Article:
OREGON (WKOW) -- Following a wide-ranging conversation with firefighters and paramedics in this village of about 11,000 south of Madison, Sen. Ron Johnson defended the tax cut provision he demanded more than four years ago - one his political opponents hope will damage his re-election efforts this fall.
In late 2017, Johnson withheld his support for the sweeping Republican tax cut plan under former Speaker Paul Ryan and former President Donald Trump.
Johnson insisted on raising the amount business owners could deduct on the 'pass-through' tax provision. The move had an outsized benefit on high earners, including two of Johnson's biggest donors.
While large, publicly traded corporations like McDonald's and Apple are tax on the businesses themselves, the vast majority of companies are taxed as pass-through entities. For those businesses, profits pass through to the owners, who then pay taxes on that revenue as part of their income taxes.
Johnson successfully pushed his colleagues to allow pass-through business owners to deduct up to 20 percent of their profits. A report from the nonpartisan Joint Committee on Taxation, which reports to Congress, estimated that by 2024, the tax cut would amount to $60 billion in savings with 60 percent of that money staying in the pockets of owners taking in more than $500,000 per year.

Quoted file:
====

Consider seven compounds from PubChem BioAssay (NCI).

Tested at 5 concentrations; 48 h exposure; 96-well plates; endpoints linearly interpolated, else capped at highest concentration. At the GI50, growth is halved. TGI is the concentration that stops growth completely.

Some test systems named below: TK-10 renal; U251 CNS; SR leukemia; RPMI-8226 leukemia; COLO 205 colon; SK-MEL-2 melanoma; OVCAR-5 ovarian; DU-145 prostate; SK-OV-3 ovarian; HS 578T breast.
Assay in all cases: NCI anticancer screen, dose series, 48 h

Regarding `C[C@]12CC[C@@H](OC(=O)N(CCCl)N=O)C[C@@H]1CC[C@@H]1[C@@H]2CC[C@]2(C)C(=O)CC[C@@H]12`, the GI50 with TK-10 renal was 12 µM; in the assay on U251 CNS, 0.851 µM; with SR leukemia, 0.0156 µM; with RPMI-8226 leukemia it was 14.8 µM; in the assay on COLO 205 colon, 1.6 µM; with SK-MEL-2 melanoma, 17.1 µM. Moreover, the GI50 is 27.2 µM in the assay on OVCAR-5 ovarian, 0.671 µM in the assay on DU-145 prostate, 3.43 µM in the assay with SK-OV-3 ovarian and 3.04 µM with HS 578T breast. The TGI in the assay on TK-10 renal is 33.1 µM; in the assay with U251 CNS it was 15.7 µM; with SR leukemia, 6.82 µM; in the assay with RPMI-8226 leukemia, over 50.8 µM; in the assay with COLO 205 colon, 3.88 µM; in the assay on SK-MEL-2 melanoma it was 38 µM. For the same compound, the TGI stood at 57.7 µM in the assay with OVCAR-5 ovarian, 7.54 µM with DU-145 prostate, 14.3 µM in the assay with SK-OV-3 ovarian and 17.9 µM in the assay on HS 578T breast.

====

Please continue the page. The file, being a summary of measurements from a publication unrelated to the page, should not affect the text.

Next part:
When asked about the findings Monday, Johnson said it was a natural byproduct of big earners paying a larger share of taxes.
"When you start talking about taxation, if you cut taxes for everybody, everybody gets a tax break," Johnson said. "And people that make more money get more dollars cut but that's our tax system."
Democratic critics, including those vying to unseat Johnson in November as he seeks a third term in the U.S. Senate, accuse the Oshkosh Republican of tilting the system in his own favor.
"I'm not surprised that Ron Johnson is defending the tax cut for himself and his biggest donors that he put into law because it's been a windfall for him," Democratic Party of Wisconsin Chair Ben Wikler said. "It just hasn't trickled down to benefit everybody else."
A 2021 report from ProPublica obtained confidential tax records of some of the country's wealthiest owners of pass-through businesses. Its analysis found two of the three biggest beneficiaries were Wisconsinites among Johnson's biggest donors.
The top beneficiary, Michael Bloomberg, saved $67.87 million in 2018 alone. Bloomberg ran unsuccessfully for President as a Democrat in 2020.
The second and third biggest beneficiaries were Dick and Liz Uihlein, owners of Uline Packaging in Pleasant Prairie, and Diane Hendricks of Beloit-based ABC Supply Co. The Uihliens saved $43.53 million in 2018 while Hendricks saved $35.91 million.
The Uihleins gave Johnson's campaign fund about $280,000 in the last quarter per FEC filings due last Friday.
Johnson has admitted he personally benefited from the expanded pass-through provision. He insists that was not the driving factor in his push to add the provision to the 2017 tax cut.
"I did nothing for personal benefit or to benefit a few," Johnson said. "I passed tax reform for the many."